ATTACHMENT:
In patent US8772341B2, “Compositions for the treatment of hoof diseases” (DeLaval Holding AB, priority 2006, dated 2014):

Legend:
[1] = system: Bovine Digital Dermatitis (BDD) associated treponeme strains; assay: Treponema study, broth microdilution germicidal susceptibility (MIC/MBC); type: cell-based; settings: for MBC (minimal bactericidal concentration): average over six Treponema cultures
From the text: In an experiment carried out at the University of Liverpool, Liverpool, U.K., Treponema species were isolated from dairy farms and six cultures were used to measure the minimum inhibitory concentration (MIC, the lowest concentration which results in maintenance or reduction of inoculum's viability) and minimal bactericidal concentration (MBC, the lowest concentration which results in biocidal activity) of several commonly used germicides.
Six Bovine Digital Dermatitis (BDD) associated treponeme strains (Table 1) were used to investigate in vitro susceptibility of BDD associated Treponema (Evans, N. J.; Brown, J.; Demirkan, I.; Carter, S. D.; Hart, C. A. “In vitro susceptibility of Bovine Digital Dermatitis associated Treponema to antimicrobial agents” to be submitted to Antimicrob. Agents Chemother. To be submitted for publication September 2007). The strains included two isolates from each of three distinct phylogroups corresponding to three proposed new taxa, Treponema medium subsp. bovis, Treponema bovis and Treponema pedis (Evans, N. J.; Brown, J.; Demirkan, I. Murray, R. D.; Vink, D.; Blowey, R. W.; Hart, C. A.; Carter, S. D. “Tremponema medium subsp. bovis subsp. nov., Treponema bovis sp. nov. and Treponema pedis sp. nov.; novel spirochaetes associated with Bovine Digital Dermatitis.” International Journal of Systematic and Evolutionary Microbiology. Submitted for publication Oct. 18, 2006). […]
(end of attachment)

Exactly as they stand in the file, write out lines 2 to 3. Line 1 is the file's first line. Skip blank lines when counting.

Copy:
Legend:
[1] = system: Bovine Digital Dermatitis (BDD) associated treponeme strains; assay: Treponema study, broth microdilution germicidal susceptibility (MIC/MBC); type: cell-based; settings: for MBC (minimal bactericidal concentration): average over six Treponema cultures